Feeds

Diamonds are forever POURING down on Jupiter, Saturn - boffins

It's raining gems, hallelujah, it's raining gems

5 things you didn’t know about cloud backup

Storms on Saturn and Jupiter form hailstones of pure diamond, according to a paper published for the 45th meeting of the American Astronomical Association.

Dr Kevin Baines of the University of Wisconsin-Madison and NASA's Jet Propulsion Laboratory told the delegates that when huge weather systems on the gas giants create storms, the lightning they generate changes atmospheric methane into carbon.

As this carbon falls towards the planet's surface, it hardens into graphite and then the huge pressures generated by the Solar System's largest planets transform the graphite into diamonds that would be big enough to turn into jewelry.

"The bottom line is that 1,000 tonnes of diamonds a year are being created on Saturn," said Baines, the BBC reports. "People ask me – how can you really tell? Because there's no way you can go and observe it. It all boils down to the chemistry. And we think we're pretty certain."

It takes around 6,000km of falling for the carbon to complete its transformation into diamond, but as it falls further into the gas giants it doesn't remain in that form, the scientists suggest. Eventually, around 30,000km down, the diamonds would not be able to survive.

"Once you get down to those extreme depths, the pressure and temperature is so hellish, there's no way the diamonds could remain solid," Baines said. "It's very uncertain what happens to carbon down there. Diamonds aren't forever on Saturn and Jupiter. But they are on Uranus and Neptune, which are colder at their cores."

It has already been suggested that both Uranus and Neptune have cores that are either solid diamond or diamond coated. But Baines said that the relatively higher temperatures of Saturn and Jupiter would mean that the carbon could form in vast liquid seas near the planets' cores.

Professor Raymond Jeanloz, who co-wrote the original paper postulating diamonds in the cores of Uranus and Neptune, said that the new paper has merit, though there are still many other factors to consider.

"The idea that there is a depth range within the atmospheres of Jupiter and (even more so) Saturn within which carbon would be stable as diamond does seem sensible," Jeanloz said. "And given the large sizes of these planets, the amount of carbon (therefore diamond) that may be present is hardly negligible." ®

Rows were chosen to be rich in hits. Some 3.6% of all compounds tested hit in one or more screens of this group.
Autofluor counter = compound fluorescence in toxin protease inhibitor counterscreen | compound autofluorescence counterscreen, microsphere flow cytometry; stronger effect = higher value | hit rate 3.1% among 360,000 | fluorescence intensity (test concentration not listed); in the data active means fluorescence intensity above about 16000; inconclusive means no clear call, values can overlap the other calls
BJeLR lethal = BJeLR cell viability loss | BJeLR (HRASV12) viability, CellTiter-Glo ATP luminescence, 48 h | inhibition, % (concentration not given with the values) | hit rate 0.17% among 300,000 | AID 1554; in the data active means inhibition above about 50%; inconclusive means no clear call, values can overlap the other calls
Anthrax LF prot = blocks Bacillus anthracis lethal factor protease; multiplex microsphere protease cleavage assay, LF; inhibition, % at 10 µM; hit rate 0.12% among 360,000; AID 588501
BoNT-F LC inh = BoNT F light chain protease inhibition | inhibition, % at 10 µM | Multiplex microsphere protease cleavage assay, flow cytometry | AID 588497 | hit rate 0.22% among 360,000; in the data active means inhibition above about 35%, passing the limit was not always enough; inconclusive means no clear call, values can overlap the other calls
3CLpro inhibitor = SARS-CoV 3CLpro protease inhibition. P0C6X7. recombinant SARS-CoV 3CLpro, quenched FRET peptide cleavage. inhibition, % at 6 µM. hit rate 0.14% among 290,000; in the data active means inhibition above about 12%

Boost IT visibility and business value

More from The Register

next story
China building SUPERSONIC SUBMARINE that travels in a BUBBLE
Shanghai to San Fran in two hours would be a trick, though
Our LOHAN spaceplane ballocket Kickstarter climbs through £8000
Through 25 per cent but more is needed: Get your UNIQUE rewards!
Cutting cancer rates: Data, models and a happy ending?
How surgery might be making cancer prognoses worse
Boffins ID freakish spine-smothered prehistoric critter: The CLAW gave it away
Bizarre-looking creature actually related to velvet worms
CRR-CRRRK, beep, beep: Mars space truck backs out of slippery sand trap
Curiosity finds new drilling target after course correction
SpaceX prototype rocket EXPLODES over Texas. 'Tricky' biz, says Elon Musk
No injuries or near injuries. Flight stayed in designated area
Brit balloon bod Bodnar overflies North Pole
B-64 amateur ultralight payload approaching second circumnavigation
prev story

Whitepapers

Implementing global e-invoicing with guaranteed legal certainty
Explaining the role local tax compliance plays in successful supply chain management and e-business and how leading global brands are addressing this.
Endpoint data privacy in the cloud is easier than you think
Innovations in encryption and storage resolve issues of data privacy and key requirements for companies to look for in a solution.
Scale data protection with your virtual environment
To scale at the rate of virtualization growth, data protection solutions need to adopt new capabilities and simplify current features.
Boost IT visibility and business value
How building a great service catalog relieves pressure points and demonstrates the value of IT service management.
High Performance for All
While HPC is not new, it has traditionally been seen as a specialist area – is it now geared up to meet more mainstream requirements?